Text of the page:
The BNST is a key brain structure in the anxiety-like behaviors induced in rodents by drugs of abuse, and these anxiety-like behaviors are mediated by enhanced CRF signaling in the BNST [44, 45]. The BNST is innervated by a variety of neurotransmitter, neuromodulator, and neuropeptide systems that modulate CRF signaling and therefore affect the manifestation of anxiety states [46, 47]. Inhibition of neural NO production has anxiolytic effects, and the neural NO system modulates central CRF signaling [23, 48]. Indeed, Faria et al. reported that increased NO production in the BNST induced anxiety that was mediated by the CRF/CRF1R (CRF1 receptor) signaling pathway [20]. In the present study, EtOHW promoted NO production in the BNST; this effect was reversed by Sau treatment (7.5 or 25 mg/kg/day), similar to how Sau inhibited CRF protein expression in the BNST. A previous study reported that Sau reduced lipopolysaccharide-stimulated NO production in microglia [35]. Taken together, these findings indicate that the anxiolytic effects of Sau may be mediated by the NO signaling pathway in the BNST.

NO production is catalyzed by three NOS isoforms: nNOS, endothelial NOS (eNOS), and iNOS. nNOS and eNOS are constitutively expressed, while the expression of iNOS is induced by inflammatory and immune responses. iNOS is mainly responsible for the amount of NO production [49]. In this study, EtOHW increased both the mRNA and protein expression of iNOS in the BNST, indicating enhanced NO production and corroborating the findings of Bonassori et al. who reported that increased neural iNOS activity was associated with EtOHW-induced anxiety [50]. Bonassori et al. also observed that nNOS, but not eNOS, is involved in EtOHW anxiety [51]. Likewise, in this study, EtOHW significantly elevated nNOS gene and protein expression in the BNST, without affecting eNOS expression (data not shown). However, treatment with 25 mg/kg/day Sau did attenuate EtOHW-induced increases in the mRNA and protein expression of both iNOS and nNOS.

The inhibitory effect of Sau on iNOS has been well documented in in vitro experiments using Raw264.7 (a murine macrophage cell line) and BV2 cells (a murine microglial cell line) [29, 35]; however, its action on nNOS function was previously unknown. Hence, this study was the first to report that Sau inhibited nNOS expression in vivo. To further elucidate this effect and because excessive oxidative stress during EtOHW contributes to affective disorders [52], neuronal PC12 cells were used, with H2O2 acting as an oxidative stressor. H2O2 stimulation increased nNOS protein expression in PC12 cells [38, 39], which was dose-dependently inhibited by Sau at doses of 3, 10, and 30 μM in the present study. These results indicated that Sau may inhibit the expression of iNOS and nNOS in the BNST during EtOHW to reduce NO production, thereby mediating its anxiolytic effects.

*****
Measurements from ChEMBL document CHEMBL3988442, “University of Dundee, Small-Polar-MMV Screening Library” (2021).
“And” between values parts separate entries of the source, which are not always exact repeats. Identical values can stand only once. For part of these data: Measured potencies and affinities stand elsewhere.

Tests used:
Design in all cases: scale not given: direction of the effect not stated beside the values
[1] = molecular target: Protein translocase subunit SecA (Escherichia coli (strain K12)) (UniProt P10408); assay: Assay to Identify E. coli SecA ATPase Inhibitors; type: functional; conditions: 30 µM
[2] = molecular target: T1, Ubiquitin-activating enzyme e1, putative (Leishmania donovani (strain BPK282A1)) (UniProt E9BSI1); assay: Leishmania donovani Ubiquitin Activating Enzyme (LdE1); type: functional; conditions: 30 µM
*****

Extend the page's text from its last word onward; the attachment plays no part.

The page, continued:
Finally, the role of NO in the BNST on the anxiolytic effect of Sau during EtOHW was pharmacologically tested. Infusions of SNP into the BNST after Sau administration blocked the anxiolytic effects of Sau in the EPM. This observation, together with the results from the abovementioned biochemical assays, indicated that Sau attenuates EtOHW anxiety by inhibiting NOS-NO-CRF signaling in the BNST.

In summary, this study found that Sau treatment during withdrawal mitigated EtOHW anxiety, but did not influence EtOH locomotor sensitization. Moreover, the anxiolytic effects of Sau were mediated by modulation of NO signaling in the BNST. These findings provide experimental evidence that Sau can block the negative reinforcing effects of EtOH and therefore may be a candidate for alcoholism treatment. Given that the dependence induced by some drugs of abuse, such as nicotine and morphine, also involves central NO, and future research on the effects of Sau on these drugs may be fruitful.

Data Availability

The data that support the findings of this study are statistically analyzed and included within the article and are available from the corresponding author upon request.

Conflicts of Interest

The authors declare that they have no conflicts of interest.

Authors’ Contributions

Yu Jiao and Sang Chan Kim contributed equally to this work. Rongjie Zhao, Sang Chan Kim, and Zhenglin Zhao designed the research; Yu Jiao, Sang Chan Kim, Yuhua Wang, Tong Wu, Haifeng Jin, Sook Jahr Park, and Bong Hyo Lee conducted the experiments; Chul Won Lee and Chae Ha Yang did the statistical analysis; Rongjie Zhao, Zhenglin Zhao, and Hee Young Kim wrote the article.


This work was supported by the Basic Research Foundation of the Education Department of Heilongjiang Province, China (2017-QYKYYWF-0750 and 2019-KYYWF-1232), and the National Research Foundation of Korea (2018R1A5A2025272), Korea.